Towns and cities consider municipalizing water services as long-term contracts with foreign firms expire

Photo: Jan Rosenauer

Municipalities around the country are debating the future of water and wastewater management as long-term contracts with foreign firms are due to expire. Within the next five years contracts on water management servicing two million people around the country will expire and city halls need to make a decision on whether to call new tenders or take over the management of this lucrative business themselves.

Photo: Jan Rosenauer
Among the big contracts due to expire are those on water management in České Budějovice (2018) Ostrava (2020) or the North Bohemia region (2020).

Debate on whether or not to municipalize water services has intensified with the approaching local elections and there have been calls to return water management into Czech hands.

Many of the contracts signed between towns and cities as the owners of waterworks and wastewater plants and companies operating them were signed without an open competition in the 1990s. That is no longer possible – a transparent competition is an essential condition for towns and cities to be able to get EU subsidies for water-management projects. Many mayors are now considering taking over wastewater management in the municipality with the help of a company they would have control over. “It is a big issue among mayors right now, the governor of Liberec Martin Půta, told the daily Mladá fronta Dnes –especially when they see that in Germany this model works well and the entire profit is channelled back into the waterworks.”

On the other hand experts warn that while the big foreign companies pay out dividends their management of the waterworks can be a lot more efficient than that of small local companies which would moreover be under the influence of local politicians. And a decision one way or another may not always automatically lead to cheaper water services, because many municipalities are repaying past investments into this sphere. Jiří Herman, the head of Čevak, which operates under the Austrian Energie AG says that 63 percent of the income is paid to the municipality as rent of the waterworks. We have a minimal profit of 1.7 percent, Herman told Mladá fronta Dnes.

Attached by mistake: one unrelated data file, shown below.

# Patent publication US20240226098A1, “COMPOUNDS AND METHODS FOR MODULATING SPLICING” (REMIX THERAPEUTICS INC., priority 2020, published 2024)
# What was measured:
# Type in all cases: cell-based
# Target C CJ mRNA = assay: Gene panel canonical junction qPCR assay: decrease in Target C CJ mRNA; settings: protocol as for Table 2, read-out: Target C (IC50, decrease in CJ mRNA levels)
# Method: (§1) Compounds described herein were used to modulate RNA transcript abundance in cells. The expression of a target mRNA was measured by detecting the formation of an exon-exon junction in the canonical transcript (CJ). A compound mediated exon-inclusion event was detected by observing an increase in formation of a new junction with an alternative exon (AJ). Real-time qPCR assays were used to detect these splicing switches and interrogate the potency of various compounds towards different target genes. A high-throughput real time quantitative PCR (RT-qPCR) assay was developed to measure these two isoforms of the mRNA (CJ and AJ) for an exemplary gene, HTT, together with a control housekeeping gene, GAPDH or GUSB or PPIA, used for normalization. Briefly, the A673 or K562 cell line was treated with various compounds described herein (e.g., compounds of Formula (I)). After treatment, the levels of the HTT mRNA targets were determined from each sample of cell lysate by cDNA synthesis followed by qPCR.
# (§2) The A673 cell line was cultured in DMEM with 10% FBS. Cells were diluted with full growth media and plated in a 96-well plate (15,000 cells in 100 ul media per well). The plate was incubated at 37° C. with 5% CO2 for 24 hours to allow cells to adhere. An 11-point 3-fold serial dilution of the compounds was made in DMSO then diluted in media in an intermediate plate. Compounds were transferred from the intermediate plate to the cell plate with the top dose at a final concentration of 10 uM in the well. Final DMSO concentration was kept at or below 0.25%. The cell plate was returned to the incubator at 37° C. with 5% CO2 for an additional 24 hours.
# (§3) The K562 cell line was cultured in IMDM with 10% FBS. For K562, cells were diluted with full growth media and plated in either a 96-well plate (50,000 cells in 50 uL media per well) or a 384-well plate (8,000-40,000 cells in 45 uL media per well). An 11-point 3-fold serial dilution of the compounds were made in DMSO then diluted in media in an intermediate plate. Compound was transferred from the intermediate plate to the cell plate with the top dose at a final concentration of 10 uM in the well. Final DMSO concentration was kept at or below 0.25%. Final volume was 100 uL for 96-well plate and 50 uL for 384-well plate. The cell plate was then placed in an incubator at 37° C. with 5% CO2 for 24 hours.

Foreign companies have already expressed interest in taking part in new competitions on wastewater management. The four big players now on the market are Veolia, Ondeo, Energie AG and Aqualia. Japanese and Korean investors have also signalled an interest, but according to Grant Thornton Advisory, which acts as a consultant in the field, any competitions called are likely to be dominated by those four already well-established foreign firms.